India irate as US offers F-16s to Pakistan |
The United States plans to sell F-16 fighter jets to Pakistan despite objections from Islamabad's arch-rival India, a senior US official said yesterday.
The announcement was part of a new strategic approach to the troubled subcontinent that was presented to both countries by Secretary of State Condoleezza Rice on her visit there earlier this month.
"Existing military assistance will be supplemented by moving forward on the sale of F-16s to Pakistan and we're notifying that to Congress today," the official told reporters. He refused to say how many F-16s were involved.
But the official, who asked not to be named, added that "although the numbers involved are relatively small, there is no set limit on what the United States is going to be willing to sell to Pakistan."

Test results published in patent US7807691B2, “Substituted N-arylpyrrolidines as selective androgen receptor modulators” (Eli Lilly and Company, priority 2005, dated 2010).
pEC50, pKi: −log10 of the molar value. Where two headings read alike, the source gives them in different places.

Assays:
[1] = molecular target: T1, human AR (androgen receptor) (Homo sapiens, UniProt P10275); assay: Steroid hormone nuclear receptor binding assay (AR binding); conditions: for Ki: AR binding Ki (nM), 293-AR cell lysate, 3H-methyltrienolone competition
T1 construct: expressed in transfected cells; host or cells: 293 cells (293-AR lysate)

The official said that the United States was also ready to boost defense cooperation with India, including the sale of F-16s, F-18s or other aircraft, to help it develop as a major power.
"The US will respond positively to the current Indian request for information on its bid for people who are willing to sell India its next generation of multi-role combat aircraft," the official said.
He said Washington was willing to work with New Delhi in other ways, including defense co-production and technology licensing, and covering areas such as command and control, early warning systems and missile defense.
But the planned sale of the F-16s to Pakistan, which reportedly wants to buy up to 25 of the aircraft, drew an immediate expression of anger from India, which has fought three wars with its subcontinent rival.
US President George W. Bush phoned Indian Prime Minister Manmohan Singh early yesterday to inform him of the plans and Singh expressed his "great disappointment at this decision," according to the Press Trust of India.
PTI quoted an Indian government spokesman as saying Singh conveyed his belief that the move could have "negative consequences for India's security environment."
India says that arming Pakistan with the sophisticated warplanes would upset the military balance in the region and cast a shadow over the slow dialogue process under way between the nuclear-armed neighbours.